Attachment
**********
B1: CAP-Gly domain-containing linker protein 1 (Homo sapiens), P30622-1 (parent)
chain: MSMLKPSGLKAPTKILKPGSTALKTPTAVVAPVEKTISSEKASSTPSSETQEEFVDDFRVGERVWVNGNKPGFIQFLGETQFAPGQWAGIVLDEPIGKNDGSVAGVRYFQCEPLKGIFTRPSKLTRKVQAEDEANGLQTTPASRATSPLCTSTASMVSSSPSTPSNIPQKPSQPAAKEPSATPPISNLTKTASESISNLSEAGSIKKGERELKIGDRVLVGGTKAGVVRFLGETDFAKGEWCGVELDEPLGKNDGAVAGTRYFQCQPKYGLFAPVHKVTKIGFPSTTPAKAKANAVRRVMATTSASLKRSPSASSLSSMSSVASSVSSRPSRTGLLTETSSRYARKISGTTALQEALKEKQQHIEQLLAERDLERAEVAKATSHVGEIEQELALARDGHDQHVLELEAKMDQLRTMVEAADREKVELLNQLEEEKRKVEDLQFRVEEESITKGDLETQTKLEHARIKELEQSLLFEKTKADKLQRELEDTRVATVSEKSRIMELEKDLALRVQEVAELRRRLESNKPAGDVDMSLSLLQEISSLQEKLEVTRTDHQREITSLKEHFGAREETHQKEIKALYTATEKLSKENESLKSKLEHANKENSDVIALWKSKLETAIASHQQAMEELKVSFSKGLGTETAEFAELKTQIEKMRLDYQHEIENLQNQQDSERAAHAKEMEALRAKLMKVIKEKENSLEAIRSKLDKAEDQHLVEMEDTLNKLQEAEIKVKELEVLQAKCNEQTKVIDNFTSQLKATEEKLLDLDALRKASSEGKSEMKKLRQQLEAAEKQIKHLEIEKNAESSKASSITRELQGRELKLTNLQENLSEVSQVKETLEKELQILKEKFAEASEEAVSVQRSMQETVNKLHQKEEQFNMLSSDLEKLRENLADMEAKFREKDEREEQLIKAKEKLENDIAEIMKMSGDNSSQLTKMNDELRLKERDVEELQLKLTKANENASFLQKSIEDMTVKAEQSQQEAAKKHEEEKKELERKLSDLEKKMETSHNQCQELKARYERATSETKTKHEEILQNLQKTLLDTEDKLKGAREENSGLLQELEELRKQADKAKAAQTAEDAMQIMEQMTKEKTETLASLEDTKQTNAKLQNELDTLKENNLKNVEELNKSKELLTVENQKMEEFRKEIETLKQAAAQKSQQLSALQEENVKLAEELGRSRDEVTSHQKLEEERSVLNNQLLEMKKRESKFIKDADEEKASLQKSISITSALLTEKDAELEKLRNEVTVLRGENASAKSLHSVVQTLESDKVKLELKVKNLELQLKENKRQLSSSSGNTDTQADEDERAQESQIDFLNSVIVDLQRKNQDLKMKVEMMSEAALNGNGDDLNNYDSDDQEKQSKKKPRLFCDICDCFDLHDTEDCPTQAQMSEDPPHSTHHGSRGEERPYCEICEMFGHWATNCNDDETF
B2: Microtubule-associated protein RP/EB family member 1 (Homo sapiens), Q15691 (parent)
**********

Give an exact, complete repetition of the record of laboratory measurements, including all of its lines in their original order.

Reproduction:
B1: CAP-Gly domain-containing linker protein 1 (Homo sapiens), P30622-1 (parent)
chain: MSMLKPSGLKAPTKILKPGSTALKTPTAVVAPVEKTISSEKASSTPSSETQEEFVDDFRVGERVWVNGNKPGFIQFLGETQFAPGQWAGIVLDEPIGKNDGSVAGVRYFQCEPLKGIFTRPSKLTRKVQAEDEANGLQTTPASRATSPLCTSTASMVSSSPSTPSNIPQKPSQPAAKEPSATPPISNLTKTASESISNLSEAGSIKKGERELKIGDRVLVGGTKAGVVRFLGETDFAKGEWCGVELDEPLGKNDGAVAGTRYFQCQPKYGLFAPVHKVTKIGFPSTTPAKAKANAVRRVMATTSASLKRSPSASSLSSMSSVASSVSSRPSRTGLLTETSSRYARKISGTTALQEALKEKQQHIEQLLAERDLERAEVAKATSHVGEIEQELALARDGHDQHVLELEAKMDQLRTMVEAADREKVELLNQLEEEKRKVEDLQFRVEEESITKGDLETQTKLEHARIKELEQSLLFEKTKADKLQRELEDTRVATVSEKSRIMELEKDLALRVQEVAELRRRLESNKPAGDVDMSLSLLQEISSLQEKLEVTRTDHQREITSLKEHFGAREETHQKEIKALYTATEKLSKENESLKSKLEHANKENSDVIALWKSKLETAIASHQQAMEELKVSFSKGLGTETAEFAELKTQIEKMRLDYQHEIENLQNQQDSERAAHAKEMEALRAKLMKVIKEKENSLEAIRSKLDKAEDQHLVEMEDTLNKLQEAEIKVKELEVLQAKCNEQTKVIDNFTSQLKATEEKLLDLDALRKASSEGKSEMKKLRQQLEAAEKQIKHLEIEKNAESSKASSITRELQGRELKLTNLQENLSEVSQVKETLEKELQILKEKFAEASEEAVSVQRSMQETVNKLHQKEEQFNMLSSDLEKLRENLADMEAKFREKDEREEQLIKAKEKLENDIAEIMKMSGDNSSQLTKMNDELRLKERDVEELQLKLTKANENASFLQKSIEDMTVKAEQSQQEAAKKHEEEKKELERKLSDLEKKMETSHNQCQELKARYERATSETKTKHEEILQNLQKTLLDTEDKLKGAREENSGLLQELEELRKQADKAKAAQTAEDAMQIMEQMTKEKTETLASLEDTKQTNAKLQNELDTLKENNLKNVEELNKSKELLTVENQKMEEFRKEIETLKQAAAQKSQQLSALQEENVKLAEELGRSRDEVTSHQKLEEERSVLNNQLLEMKKRESKFIKDADEEKASLQKSISITSALLTEKDAELEKLRNEVTVLRGENASAKSLHSVVQTLESDKVKLELKVKNLELQLKENKRQLSSSSGNTDTQADEDERAQESQIDFLNSVIVDLQRKNQDLKMKVEMMSEAALNGNGDDLNNYDSDDQEKQSKKKPRLFCDICDCFDLHDTEDCPTQAQMSEDPPHSTHHGSRGEERPYCEICEMFGHWATNCNDDETF
B2: Microtubule-associated protein RP/EB family member 1 (Homo sapiens), Q15691 (parent)